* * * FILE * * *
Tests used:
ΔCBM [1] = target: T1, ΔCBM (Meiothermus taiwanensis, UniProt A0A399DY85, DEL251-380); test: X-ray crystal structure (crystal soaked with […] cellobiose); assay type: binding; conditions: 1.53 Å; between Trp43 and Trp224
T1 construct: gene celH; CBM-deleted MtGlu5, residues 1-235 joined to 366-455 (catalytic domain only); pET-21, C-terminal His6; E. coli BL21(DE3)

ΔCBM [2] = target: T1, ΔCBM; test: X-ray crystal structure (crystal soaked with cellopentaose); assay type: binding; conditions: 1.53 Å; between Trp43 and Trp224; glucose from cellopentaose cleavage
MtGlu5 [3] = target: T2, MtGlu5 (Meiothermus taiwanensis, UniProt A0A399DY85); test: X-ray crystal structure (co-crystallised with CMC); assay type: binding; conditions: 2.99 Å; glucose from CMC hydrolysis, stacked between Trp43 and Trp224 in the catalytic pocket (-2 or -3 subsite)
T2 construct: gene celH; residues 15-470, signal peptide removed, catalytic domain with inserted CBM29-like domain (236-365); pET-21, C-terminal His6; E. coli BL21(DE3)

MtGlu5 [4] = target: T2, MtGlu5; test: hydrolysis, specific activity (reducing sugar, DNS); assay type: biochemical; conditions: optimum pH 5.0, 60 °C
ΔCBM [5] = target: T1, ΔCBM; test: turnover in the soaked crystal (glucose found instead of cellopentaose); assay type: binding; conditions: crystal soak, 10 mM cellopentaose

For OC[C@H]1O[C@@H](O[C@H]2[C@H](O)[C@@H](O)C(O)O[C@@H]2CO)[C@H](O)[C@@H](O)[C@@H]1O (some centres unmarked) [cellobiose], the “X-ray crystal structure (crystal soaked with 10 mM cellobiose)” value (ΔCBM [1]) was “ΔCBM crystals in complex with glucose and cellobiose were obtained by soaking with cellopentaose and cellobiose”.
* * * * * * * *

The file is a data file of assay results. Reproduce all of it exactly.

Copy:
Tests used:
ΔCBM [1] = target: T1, ΔCBM (Meiothermus taiwanensis, UniProt A0A399DY85, DEL251-380); test: X-ray crystal structure (crystal soaked with […] cellobiose); assay type: binding; conditions: 1.53 Å; between Trp43 and Trp224
T1 construct: gene celH; CBM-deleted MtGlu5, residues 1-235 joined to 366-455 (catalytic domain only); pET-21, C-terminal His6; E. coli BL21(DE3)

ΔCBM [2] = target: T1, ΔCBM; test: X-ray crystal structure (crystal soaked with cellopentaose); assay type: binding; conditions: 1.53 Å; between Trp43 and Trp224; glucose from cellopentaose cleavage
MtGlu5 [3] = target: T2, MtGlu5 (Meiothermus taiwanensis, UniProt A0A399DY85); test: X-ray crystal structure (co-crystallised with CMC); assay type: binding; conditions: 2.99 Å; glucose from CMC hydrolysis, stacked between Trp43 and Trp224 in the catalytic pocket (-2 or -3 subsite)
T2 construct: gene celH; residues 15-470, signal peptide removed, catalytic domain with inserted CBM29-like domain (236-365); pET-21, C-terminal His6; E. coli BL21(DE3)

MtGlu5 [4] = target: T2, MtGlu5; test: hydrolysis, specific activity (reducing sugar, DNS); assay type: biochemical; conditions: optimum pH 5.0, 60 °C
ΔCBM [5] = target: T1, ΔCBM; test: turnover in the soaked crystal (glucose found instead of cellopentaose); assay type: binding; conditions: crystal soak, 10 mM cellopentaose

For OC[C@H]1O[C@@H](O[C@H]2[C@H](O)[C@@H](O)C(O)O[C@@H]2CO)[C@H](O)[C@@H](O)[C@@H]1O (some centres unmarked) [cellobiose], the “X-ray crystal structure (crystal soaked with 10 mM cellobiose)” value (ΔCBM [1]) was “ΔCBM crystals in complex with glucose and cellobiose were obtained by soaking with cellopentaose and cellobiose”.